The question that now arises is, Who was the translator of this version? The internal evidence in both of cases do not show positively that one or the other was the translator. Although Volpicelli verbally admitted having done the work, it could not possibly have been done before May first, 1898, since the Spanish-American war mentioned could only refer to the outbreak of hostilities in the Philippines, for it was attempted with the end in view to help the cause of the Filipinos. Inasmuch as the “Epilogue” bears the date of January, I 1898, there is ground to suppose that the translation was already done i prior to, or at, that date. If this fact is given some consideration, it will militate against the probability of Volpicelli having done the work. One fact, however, prevents us from concluding that this translation is Bray’s. That is, it is also possible for Bray to have written the epilogue January, 1898, and to have secured the translation later on. The imprint date, 1898 (which might possibly be after May 15, 1898), of “The Biography” would seem to justify the presumption. The failure to state in the title page of “The Biography” anything about the translation lends support to this presumption. While the whole of the internal evidence taken together would tend to incline on the side of Volpicelli, the corroborative evidence given us by Dr. Villanueva, Jr., makes our finding conclusive.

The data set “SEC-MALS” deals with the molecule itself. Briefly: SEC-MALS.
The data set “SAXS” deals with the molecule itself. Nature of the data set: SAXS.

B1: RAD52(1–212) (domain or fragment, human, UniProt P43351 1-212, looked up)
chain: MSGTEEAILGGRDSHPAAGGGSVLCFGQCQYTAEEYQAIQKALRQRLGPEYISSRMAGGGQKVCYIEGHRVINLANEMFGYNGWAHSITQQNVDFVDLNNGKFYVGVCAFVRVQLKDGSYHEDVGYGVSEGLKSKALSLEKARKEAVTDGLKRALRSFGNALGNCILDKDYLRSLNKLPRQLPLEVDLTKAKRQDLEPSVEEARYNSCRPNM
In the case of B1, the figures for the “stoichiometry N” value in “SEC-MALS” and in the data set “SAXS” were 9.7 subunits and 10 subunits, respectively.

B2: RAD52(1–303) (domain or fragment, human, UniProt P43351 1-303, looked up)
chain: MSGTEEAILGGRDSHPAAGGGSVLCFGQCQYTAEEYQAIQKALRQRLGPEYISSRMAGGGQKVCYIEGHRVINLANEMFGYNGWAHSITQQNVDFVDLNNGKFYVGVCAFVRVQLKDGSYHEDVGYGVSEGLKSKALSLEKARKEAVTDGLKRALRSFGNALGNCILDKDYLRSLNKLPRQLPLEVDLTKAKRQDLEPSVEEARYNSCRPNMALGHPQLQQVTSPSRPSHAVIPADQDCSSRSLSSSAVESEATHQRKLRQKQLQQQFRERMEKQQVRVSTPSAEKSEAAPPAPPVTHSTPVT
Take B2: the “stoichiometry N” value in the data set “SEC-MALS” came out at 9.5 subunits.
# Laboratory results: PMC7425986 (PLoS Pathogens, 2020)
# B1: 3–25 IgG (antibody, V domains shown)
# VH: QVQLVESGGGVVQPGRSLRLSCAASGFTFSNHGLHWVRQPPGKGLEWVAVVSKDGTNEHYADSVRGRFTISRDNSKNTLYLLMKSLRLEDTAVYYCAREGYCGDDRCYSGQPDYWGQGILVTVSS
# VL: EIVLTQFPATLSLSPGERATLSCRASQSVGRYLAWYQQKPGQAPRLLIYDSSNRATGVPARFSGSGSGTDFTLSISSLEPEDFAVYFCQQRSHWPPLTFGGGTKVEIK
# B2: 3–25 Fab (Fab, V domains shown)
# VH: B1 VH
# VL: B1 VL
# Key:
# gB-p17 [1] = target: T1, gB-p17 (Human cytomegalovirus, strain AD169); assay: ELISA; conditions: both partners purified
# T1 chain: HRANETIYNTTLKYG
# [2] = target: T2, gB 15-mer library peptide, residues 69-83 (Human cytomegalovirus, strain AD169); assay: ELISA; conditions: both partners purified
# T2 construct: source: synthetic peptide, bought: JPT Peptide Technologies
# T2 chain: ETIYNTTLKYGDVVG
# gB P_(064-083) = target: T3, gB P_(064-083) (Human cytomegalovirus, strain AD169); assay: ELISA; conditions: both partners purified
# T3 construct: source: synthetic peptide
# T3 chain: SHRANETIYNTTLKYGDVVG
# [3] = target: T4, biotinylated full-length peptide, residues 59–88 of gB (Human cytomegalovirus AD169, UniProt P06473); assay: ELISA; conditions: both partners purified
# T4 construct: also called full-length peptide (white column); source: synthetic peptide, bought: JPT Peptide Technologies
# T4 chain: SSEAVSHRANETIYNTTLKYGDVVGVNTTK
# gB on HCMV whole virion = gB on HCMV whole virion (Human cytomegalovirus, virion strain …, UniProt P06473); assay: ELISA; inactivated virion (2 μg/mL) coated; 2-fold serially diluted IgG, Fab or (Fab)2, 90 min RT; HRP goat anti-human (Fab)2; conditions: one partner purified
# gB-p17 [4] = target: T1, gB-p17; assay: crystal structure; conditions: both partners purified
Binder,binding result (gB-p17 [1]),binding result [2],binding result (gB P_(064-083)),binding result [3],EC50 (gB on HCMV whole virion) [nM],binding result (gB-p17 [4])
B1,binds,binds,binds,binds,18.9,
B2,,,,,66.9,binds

The second English version is done in prose by F. M. de Rivas of Chicago. It can be found in pages 189-190 of Murat Halstead’s book, “The Story of the Philippines,” copyrighted 1898. It should be noted that the word “version” includes prose translations as Webster defines this term. This is the only prose translation among the eleven.

An anonymous version done into English from the French translation of Henri Lucas and Ramon Sempau appears in “An Eagle Flight.” copyrighted 1900 by McClure, Phillips & Co., pages xii-xiii. This is the translation, a major portion of which was read on the floor of the United States Congress by Representative Cooper in June 19, 1902. It is therefore obvious that Cooper never translated the “Mi Ultimo Pensamiento” as Retana and Mr. Yabes claimed.

The translation made by Elisalbeth Pattens, the fourth in point of time, has not been published heretofore. According to Dr. Jose P. Bantug, who has a copy of the manuscript, this translation Was done in 1901-1902. In view of a more recent investigation, it would seem that February-May, 1900, is the more proximate date.